Containerized Waste Compatibility

Hazardous waste containers and storage areas are designed with specific intent. The container is for holding the waste and the storage area is to prevent escape of release from a container. The regulations intend to ensure that wastes are,

  • Compatible with construction of the container,
  • Compatible with other waste placed in the container,
  • Stored in a containment area designed to prevent releases from the containers from reaching the environment.

One of the first things to make sure of is that your containers are in good condition. Containers that are deteriorating or leaking must not be used and waste must be removed or transferred from the defective containers.

After making sure your containers are in good shape, you must make sure that the container type is compatible with the type of waste held within. The term incompatible waste refers to a hazardous waste which is unsuitable for placement in a container because it may cause damage to the container or inner liner; or when mixed with other waste in the container under uncontrolled conditions might produce:

  • Heat or pressure,
  • Fire or explosion,
  • Violent reaction, or
  • Toxic dusts.

Containers used to store hazardous waste must be made of or lined with materials that will not react with the waste and are otherwise compatible with the waste. Incompatible waste must not be placed in the same container. This includes unwashed containers that previously held an incompatible waste or material.

It is not just in containers that you must think of compatibility, though. Incompatible wastes are to be kept separate from each other in storage. Incompatibles must be kept separate by dike, berm, wall, and separated by sufficient distance. It helps to remember the 2 row minimum rule.  Incompatible materials must be 2 rows apart, separated by a row compatible to both.

Compatibility is so important because accidentally mixing incompatible wastes can have very dangerous ramifications. Always be sure to check and double check that you are not inadvertently mixing incompatible wastes. And remember, this information may not be all-inclusive and it is always best to check 40 CFR and your state regulations for the most up-to-date information. Keep reading our blog for more information about containerized wastes.

15 Point Summary: Containerized Hazardous Waste Regulations

The following list of regulatory requirements for containerized hazardous wastes is taken from the supplimental information included in our RCRA training seminar booklets. While these points serve as a good summary, it is important to remember to be vigilant on keeping up to date with both national and state regulations.

1. Containers used for holding hazardous waste must be in good condition. If the container becomes damaged, deteriorated or begins to leak, the wastes should be transferred to a container that is in good condition.

2. Containers used for holding hazardous waste must not be deteriorated by the waste. The container or liner must be compatible with the wastes to be stored.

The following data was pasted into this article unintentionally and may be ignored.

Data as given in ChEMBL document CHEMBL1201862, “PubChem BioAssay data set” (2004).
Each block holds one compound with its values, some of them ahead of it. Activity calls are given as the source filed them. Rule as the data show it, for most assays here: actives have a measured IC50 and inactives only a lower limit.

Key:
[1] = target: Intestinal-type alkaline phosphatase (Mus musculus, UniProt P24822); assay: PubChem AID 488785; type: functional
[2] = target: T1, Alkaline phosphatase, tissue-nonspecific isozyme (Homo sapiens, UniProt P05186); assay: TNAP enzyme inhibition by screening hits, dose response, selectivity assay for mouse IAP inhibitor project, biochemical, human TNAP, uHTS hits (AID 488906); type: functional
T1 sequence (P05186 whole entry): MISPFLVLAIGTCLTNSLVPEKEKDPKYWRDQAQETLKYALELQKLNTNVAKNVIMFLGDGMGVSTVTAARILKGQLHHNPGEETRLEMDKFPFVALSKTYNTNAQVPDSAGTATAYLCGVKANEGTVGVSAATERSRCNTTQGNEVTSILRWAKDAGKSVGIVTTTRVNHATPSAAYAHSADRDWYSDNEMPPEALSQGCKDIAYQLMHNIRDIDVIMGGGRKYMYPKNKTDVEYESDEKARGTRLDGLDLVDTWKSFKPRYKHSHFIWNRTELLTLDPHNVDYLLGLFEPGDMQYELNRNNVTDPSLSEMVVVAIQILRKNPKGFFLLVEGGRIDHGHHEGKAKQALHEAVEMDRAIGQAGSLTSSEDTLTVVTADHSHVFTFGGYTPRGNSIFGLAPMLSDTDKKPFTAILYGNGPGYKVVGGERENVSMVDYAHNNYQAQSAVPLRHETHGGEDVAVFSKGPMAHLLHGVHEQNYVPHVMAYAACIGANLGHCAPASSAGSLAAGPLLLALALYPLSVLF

3. Each container must be labeled or marked clearly with the words “Hazardous Waste”.

4. The accumulation start date for each container is to be marked clearly on each container. The accumulation start date marking must be visible for inspection.

5. Containers holding hazardous wastes must always be closed during storage. The only time containers can be opened is to add or remove waste.

6. Containers holding hazardous wastes are to be managed to avoid rupturing or damaging the container, or otherwise causing the container to leak.

7. Areas where ignitable or reactive wastes are stored should be located at least 50 feet from the facility property line.

8. Ignitable or reactive wastes are to be separated and protected from sources of ignition or reaction (e.g., open flames, smoking, cutting, welding, hot surfaces, frictional heat, sparks, and radiant heat).

9. “No Smoking” signs are to be posted wherever there is a hazard from ignitable or reactive wastes.

10. Incompatible wastes, or incompatible wastes and materials must not be placed in the same container for storage purposes. Further, hazardous waste cannot be placed in an unwashed container that previously held an incompatible waste or material.

11. Incompatible hazardous wastes and hazardous wastes incompatible with nearby materials must be separated or protected from each other by means of a dike, berm, wall, or separated by sufficient distance.

12. Emergency equipment is required to be available at each accumulation area. We recomend the following:

  • a.) Internal communications or alarm
  • b.) Telephone or two-way radio
  • c.) Portable fire extinguishers
  • d.) Fire control equipment
  • e.) Spill control equipment
  • f.) Decontamination equipment
  • g.) Water at adequate volume and pressure

For a list of the federally required equipment check 40CFR §265.32.

13. Adequate aisle space in the container storage area is to be maintained to allow unobstructed movement in response to an emergency, as well as to perform weekly inspections.

14. Weekly inspections must be made of container storage areas, looking for leaks or other evidence of actual or pending releases.

15. Containerized wastes are to be shipped to off-site (commercial) Hazardous Waste Management (HWM) facilities within 90 days of the accumulation start date. Small Quantity Generators (100-1000 kg/mo category) are allowed 180 day accumulation period. The SQG accumulation period is extended to 270 days when the wastes are shipped to HWM facilities that are over 200 miles from the SQG.